Re: Memorial to Sol Tax

Cameron Laird (claird@Starbase.NeoSoft.COM)
9 Jan 1995 13:30:28 -0600

In article <3ercpk$jah@Starbase.NeoSoft.COM>, I posted:
>Mike Salovesh <> wrote what I've copied below. In
>permitting me to copy it for sci.anthropology and alt.obituaries
>readers, he mourned,
>Sol Tax's gifts lay in his human qualities, not in his anthropology
>as such. He had a genius for bringing others together to advance
>anthropology. Witness just an abbreviated list of what happened
>because Sol made them possible:
Since then, Greg Finnegan <> added these
comments, which I distribute with his permission:
As always, it's hard to add to a posting by Mike Salovesh, but there's
another area in which Sol made a major contribution: the bibliography, and
librarianship, of anthropology. Sol was a founder and guiding (and funding)
source for LARG, the Library-Anthropology Resource Group. This Chicago-based
organization of a dozen or so anthropologists and librarians (and some of us
who're both) has provided one of the few arenas for discussion of the
bibliography of anthropology, and has produced several valuable reference
tools in the process. Only now, and slowly, is there an organized effort to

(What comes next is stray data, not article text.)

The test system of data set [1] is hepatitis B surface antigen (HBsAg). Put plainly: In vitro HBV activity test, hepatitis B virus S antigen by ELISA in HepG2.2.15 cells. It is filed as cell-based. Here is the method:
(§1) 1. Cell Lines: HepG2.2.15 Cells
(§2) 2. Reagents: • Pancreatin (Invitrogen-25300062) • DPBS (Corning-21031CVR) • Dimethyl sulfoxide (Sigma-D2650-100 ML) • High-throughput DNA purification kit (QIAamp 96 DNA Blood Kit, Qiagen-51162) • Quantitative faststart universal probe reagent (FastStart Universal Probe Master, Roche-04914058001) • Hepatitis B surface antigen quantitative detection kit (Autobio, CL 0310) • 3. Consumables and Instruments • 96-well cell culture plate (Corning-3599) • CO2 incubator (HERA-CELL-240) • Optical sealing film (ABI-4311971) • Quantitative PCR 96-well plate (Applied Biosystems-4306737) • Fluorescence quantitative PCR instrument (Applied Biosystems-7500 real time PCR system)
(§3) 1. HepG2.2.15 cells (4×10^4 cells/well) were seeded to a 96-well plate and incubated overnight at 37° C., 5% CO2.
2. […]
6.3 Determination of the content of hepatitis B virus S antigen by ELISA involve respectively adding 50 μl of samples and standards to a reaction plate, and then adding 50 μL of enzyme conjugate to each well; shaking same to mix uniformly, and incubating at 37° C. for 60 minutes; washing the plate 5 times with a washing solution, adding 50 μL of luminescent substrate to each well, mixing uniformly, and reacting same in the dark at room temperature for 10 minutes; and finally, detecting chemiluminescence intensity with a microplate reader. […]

get such issues before the AAA. Sol Tax encouraged this when few did.

PSYCH ABSTRACTS and SOC ABSTRACTS are supported by the APA and ASA, and the
RAI supports ANTHROPOLOGICAL INDEX, but the AAA does not consider tracking
the current scholarship of the discipline(s?) to be part of our collective
responsibility to ourselves. As in so many other things, Sol's vision (and
very practical leadership) was ahead of the profession.

His philosophy of publication was also a great lesson to us younger folk,
especially those of us too inclined to fuss over an infinity of details.
Sol's attitude showed a sense of research and writing both as a tool, a means
to an end, and as part of a collective, collaborative process: he urged
quick publication, with the statement that omissions and corrections would be
supplied by users and would improve the next edition. While that's not
utterly practical in a time of slashed book budgets, it's still an inspiring
reminder that our work--primary, secondary, tertiary (like much of
LARG's)--has its meaning only in a community of scholars critiquing (and
learning from) each other.

Sol's own lineage prepared him well to understand the information issues of
Anthropology: one of his daughters chaired an anthro dept, while the other
headed the country's leading Slavic studies library.

And it should also not be forgotten that Sol also was a major encouragement
to those relatively few anthropologists interested in visual anthropology; he
was a trustee of the Smithsonian's attempt to establish an archive of
ethnographic film.

As Mike said, we have indeed suffered a great loss--but insofar as such a
loss can be mitigated, the enormous legacy that Sol leaves us, in people,
journals, and organizations, is a great comfort. We should all aspire, in
our wildest fantasies, to 10% of what he accomplished.


Cameron Laird +1 713 267 7966 +1 713 996 8546